How influential has the iPhone been? Just look at HP’s Photosmart Premium TouchSmart Web All-in-One printer. This $400 color inkjet printer/color scanner/copier connects to the Internet via Wi-Fi and can use HP’s free Print Apps—small iPhone-like programs that run on the device itself. With the touchscreen interface on the printer, you can use the Fandango app to buy and print movie tickets, the Coupons.com app to print store coupons, or the Snapfish app to print photos.—ROMAN LOYOLA

One-Click Control

These days, the average living room is overflowing with electronics—and their attendant remote controls. The Logitech Harmony 700 Remote could very well be the one remote to rule them all. The Harmony 700 features one-click control, allowing you to distill certain tasks—watching TV for example—into a single button push instead of a complex sequence involving multiple remotes. It also features a color LCD screen, rechargeable AA batteries, and compatibility with more than 250,000 devices. And setting up the $150 (check latest prices) remote is as easy as downloading the software and plugging the remote into your Mac.—DAN MOREN

Three Gadgets in One

iPod dock, digital picture frame, clock radio—Sony’s versatile $150 IFC-CL75IP does it all in a cleverly-designed system that’s a perfect fit for your desk or nightstand (check latest prices). A slide-out dock charges your iPod or iPhone, and stereo speakers let you enjoy your iPod or iPhone’s music or the built-in AM/FM radio. The 7-inch LCD shows the time along with your favorite photos and videos (hosted by 1GB of built-in memory or your iPod or iPhone), and a dual-alarm alarm clock—with 7-day or weekday/weekend alarms and a variety of sounds completes the package.—DAN FRAKES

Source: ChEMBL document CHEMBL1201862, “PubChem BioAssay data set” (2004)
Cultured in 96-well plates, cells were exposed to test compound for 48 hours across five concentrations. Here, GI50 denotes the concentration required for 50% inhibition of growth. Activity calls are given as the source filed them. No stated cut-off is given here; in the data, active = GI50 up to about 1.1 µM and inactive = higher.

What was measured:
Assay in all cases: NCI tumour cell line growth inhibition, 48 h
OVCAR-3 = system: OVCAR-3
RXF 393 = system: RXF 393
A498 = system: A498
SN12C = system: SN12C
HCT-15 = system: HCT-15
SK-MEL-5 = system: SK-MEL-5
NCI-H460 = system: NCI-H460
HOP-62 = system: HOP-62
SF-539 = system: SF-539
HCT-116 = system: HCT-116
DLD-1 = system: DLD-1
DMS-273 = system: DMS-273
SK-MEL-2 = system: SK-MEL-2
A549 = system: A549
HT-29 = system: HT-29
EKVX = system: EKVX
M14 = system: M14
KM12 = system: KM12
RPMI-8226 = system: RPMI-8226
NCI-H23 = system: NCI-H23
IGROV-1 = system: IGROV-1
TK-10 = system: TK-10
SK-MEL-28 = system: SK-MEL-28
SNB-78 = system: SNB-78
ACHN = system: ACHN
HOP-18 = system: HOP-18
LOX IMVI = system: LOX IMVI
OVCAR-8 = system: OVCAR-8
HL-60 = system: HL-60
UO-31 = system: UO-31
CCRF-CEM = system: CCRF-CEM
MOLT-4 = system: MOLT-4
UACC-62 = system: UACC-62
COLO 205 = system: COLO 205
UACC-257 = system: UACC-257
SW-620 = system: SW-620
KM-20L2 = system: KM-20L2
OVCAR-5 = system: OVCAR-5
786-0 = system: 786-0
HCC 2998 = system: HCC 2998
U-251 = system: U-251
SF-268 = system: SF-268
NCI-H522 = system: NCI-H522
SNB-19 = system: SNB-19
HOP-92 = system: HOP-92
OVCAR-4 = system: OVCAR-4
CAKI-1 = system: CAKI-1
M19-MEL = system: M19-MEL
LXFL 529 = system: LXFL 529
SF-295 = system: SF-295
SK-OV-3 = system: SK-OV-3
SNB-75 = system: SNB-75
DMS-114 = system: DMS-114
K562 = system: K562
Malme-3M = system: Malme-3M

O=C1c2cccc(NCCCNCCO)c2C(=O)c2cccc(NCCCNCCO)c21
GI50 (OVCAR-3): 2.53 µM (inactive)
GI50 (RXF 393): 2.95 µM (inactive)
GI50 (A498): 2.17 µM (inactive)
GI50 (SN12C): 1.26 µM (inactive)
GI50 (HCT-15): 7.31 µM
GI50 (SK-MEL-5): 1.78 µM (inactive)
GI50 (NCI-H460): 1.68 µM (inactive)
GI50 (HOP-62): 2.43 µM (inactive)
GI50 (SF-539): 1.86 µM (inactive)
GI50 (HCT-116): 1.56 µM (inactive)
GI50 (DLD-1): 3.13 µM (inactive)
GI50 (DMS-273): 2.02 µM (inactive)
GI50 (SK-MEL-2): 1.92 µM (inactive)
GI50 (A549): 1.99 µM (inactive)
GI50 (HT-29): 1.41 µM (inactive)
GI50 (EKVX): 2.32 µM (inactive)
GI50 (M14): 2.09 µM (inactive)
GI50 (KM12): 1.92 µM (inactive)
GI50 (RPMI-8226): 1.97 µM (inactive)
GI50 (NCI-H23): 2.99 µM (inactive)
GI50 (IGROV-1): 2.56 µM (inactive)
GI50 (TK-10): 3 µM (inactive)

TV Calling

Live TV from Equinux lets you watch live television on your iPhone. The $4 app requires that you have The Tube, a $50 Mac program for TV streaming that comes free with Equinux’s $130 TubeStick hybrid. That device connects to your Mac and grabs free, over-the-air digital TV signals. Once you’ve installed The Tube and plugged Tubestick into a USB port, you can sync up your iPhone (via local shared Wi-Fi) and channel surf (with live, per-channel preview as you scroll) from anywhere in your house. It works great when you don’t want to miss a minute of Lost even as nature calls, or if someone else has claimed the TV and you want to watch the game without needing to leave the comfy couch.—LEX FRIEDMAN

Swift Scanning

For years, Fujitsu’s ScanSnap have ruled the document capture market roost for the Mac. But Canon hopes to gain some attention of its own in the demanding world of Mac-based offices with the DRM-2010M. This $555 desktop scanner—the first fully Mac-compatible high-speed document scanner to come out of Canon—can churn out 20 black-and-white, color, or grayscale pages per minute in simplex mode and 40 inches per minute in duplex mode. The automatic document feeder can hold up to 50 pages and a Scan-to-Job button sends images directly to an application so that your work can continue without interruption.—PHILIP MICHAELS